Those other two consoles can stream Netflix sans disc

Wii Netflix.Late last week, news broke that PS3 users could finally do what Xbox 360 users had been doing for some time: stream movies without the help of a pesky disc. Now the same is true for Wii users. So long as you have an $8.99 or higher Netflix plan, you can enjoy unlimited streaming without a disc in the drive.

From the Wii press release:

Beginning today, Netflix members in the United States and Canada can stream content through their Wii™ consoles with Netflix installed on their Wii Menu. The Netflix disc that was used for instant streaming on the Wii console will no longer be required. Netflix members who have a plan starting at $8.99 a month ($7.99 in Canada), a Wii console and a broadband Internet connection can now instantly watch movies and TV shows streamed directly to their TVs by simply downloading Netflix from the Wii Shop Channel. This new channel is available at no extra cost. The new disc-free option installs Netflix on the Wii Menu, making it convenient for Wii owners to quickly access streaming movies and TV shows.

I don’t really know why this took so long, or why PS3 and Wii users needed a disc in the first place, but it’s nice to see that it has finally been fixed.

I’m in love with Netflix on the iPhone

Netflix on the iPhoneEvery couple weeks or so I’m struck with a pretty vicious case of insomnia. It happened last night – no sleeping, no matter how hard I tried. When it happens, I still like to be in bed, just in case I somehow drift off, but I usually have my laptop with me and end up watching a couple episodes of whatever seems good at four in the morning.

The problem, though, is laptops are hot, and living in North Carolina, things are hot enough as it is. The last thing I want is a battery scalding my nethers through the sheets. Since the Netflix app launched for the iPhone, it hasn’t been a problem. The series of choice last night was Dexter, of which I watched three or four episodes, all on my iPhone, all of which looked fantastic, and none of which managed to kill my battery. In fact, I was able to watch them all and only lose about 35 percent of my battery life. The interface is easy to use, so even in my groggy state of unsleep, I didn’t have a problem finding and watching whatever I wanted.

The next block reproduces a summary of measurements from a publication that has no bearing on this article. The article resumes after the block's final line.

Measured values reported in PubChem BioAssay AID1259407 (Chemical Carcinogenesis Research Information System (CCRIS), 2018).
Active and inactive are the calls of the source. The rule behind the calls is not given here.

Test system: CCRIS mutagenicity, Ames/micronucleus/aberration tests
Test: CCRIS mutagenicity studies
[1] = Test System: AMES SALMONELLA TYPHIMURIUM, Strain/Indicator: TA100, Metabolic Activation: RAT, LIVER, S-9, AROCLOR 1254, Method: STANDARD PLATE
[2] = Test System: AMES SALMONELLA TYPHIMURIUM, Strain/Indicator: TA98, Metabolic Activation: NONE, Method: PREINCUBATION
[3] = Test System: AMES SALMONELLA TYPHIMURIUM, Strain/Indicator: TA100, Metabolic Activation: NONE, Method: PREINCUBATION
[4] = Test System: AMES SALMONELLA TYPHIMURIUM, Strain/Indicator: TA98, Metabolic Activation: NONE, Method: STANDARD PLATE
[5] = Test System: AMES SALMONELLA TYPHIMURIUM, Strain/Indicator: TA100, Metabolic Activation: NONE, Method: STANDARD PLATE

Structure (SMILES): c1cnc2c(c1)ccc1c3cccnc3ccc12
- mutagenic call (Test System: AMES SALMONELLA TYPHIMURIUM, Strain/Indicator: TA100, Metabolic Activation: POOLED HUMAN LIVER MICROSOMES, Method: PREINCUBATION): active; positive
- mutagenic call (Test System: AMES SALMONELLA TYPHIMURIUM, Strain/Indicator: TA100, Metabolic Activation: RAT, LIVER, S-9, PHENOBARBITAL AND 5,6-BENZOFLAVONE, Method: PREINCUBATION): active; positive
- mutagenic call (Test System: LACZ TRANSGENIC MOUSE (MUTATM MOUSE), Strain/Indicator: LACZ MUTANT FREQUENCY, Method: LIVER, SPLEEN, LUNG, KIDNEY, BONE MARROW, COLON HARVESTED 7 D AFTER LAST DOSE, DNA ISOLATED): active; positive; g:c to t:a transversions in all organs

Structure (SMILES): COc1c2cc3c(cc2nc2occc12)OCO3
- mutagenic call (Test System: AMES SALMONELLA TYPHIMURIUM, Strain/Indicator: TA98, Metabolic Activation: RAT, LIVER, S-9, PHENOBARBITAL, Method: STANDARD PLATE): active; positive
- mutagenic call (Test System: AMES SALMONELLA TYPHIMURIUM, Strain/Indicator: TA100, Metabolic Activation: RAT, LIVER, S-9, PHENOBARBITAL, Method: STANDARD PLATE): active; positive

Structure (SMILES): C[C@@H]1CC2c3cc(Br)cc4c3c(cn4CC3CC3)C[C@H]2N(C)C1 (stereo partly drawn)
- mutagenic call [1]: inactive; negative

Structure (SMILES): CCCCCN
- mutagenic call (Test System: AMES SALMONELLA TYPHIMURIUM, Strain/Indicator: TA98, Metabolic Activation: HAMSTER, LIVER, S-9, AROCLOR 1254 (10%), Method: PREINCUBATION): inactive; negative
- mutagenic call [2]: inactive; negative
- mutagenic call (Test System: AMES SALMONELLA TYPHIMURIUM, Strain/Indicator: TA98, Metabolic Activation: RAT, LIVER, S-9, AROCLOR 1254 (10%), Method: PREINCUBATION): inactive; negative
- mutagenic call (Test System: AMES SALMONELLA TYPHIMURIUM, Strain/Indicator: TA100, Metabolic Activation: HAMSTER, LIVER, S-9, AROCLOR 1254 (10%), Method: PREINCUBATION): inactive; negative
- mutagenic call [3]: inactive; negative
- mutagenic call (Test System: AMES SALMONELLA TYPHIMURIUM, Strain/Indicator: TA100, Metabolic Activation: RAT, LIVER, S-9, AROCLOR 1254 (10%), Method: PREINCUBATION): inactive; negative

Streaming costs Netflix 10 times less than mailing a DVD

Netflix StreamingNetflix streaming is just about the greatest thing around (yeah, it’s better than Hulu) for video content. The interface is clean, easy to use, and the selection is good enough for my $10 a month. Streaming has also saved Netflix a whole lot of money.

To stream a movie in HD costs Netflix around 5 cents, 3 cents for standard def. That’s it. Now granted, that doesn’t account for licensing and all that, but it sure as hell beats the pants off sending things through the mail. That cost could even go down as more competitors enter the back-end market responsible for supporting the Netflix streaming system.

My question – why aren’t more things available for streaming? If it’s so cheap, that extra revenue could be kicked back in part to studios for freeing up more streaming content. Everyone wins.

Source: Business Week

Netflix for Windows Phone 7 is the best mobile idea since…ever

Netflix on Windows Phone 7.For all the features that have been billed to us as the ‘iPhone killer” in the past, nothing stands out quite like Netflix for Windows Phone 7. Granted, the media service will probably be coming to other platforms as well, but it’s being pioneered on Windows Phone 7, replete with subscriptions and 3G video streaming. What more could you want?

Unless Steve Jobs has something truly compelling up his sleeve this June, Netflix capability will make more than a few media geeks reconsider an iPhone purchase. There have been rumors of this and other similar applications coming to the iPhone for years now, but we haven’t seen much progress. There’s Slingbox, but that’s not quite the same situation. On demand streaming is where the world is pointing, from potential iTunes deals to the success of sites like NinjaVideo.net.

Gizmodo has a preview of the service working. It’s just a prototype, but usually the word prototype means it’s only going to get better.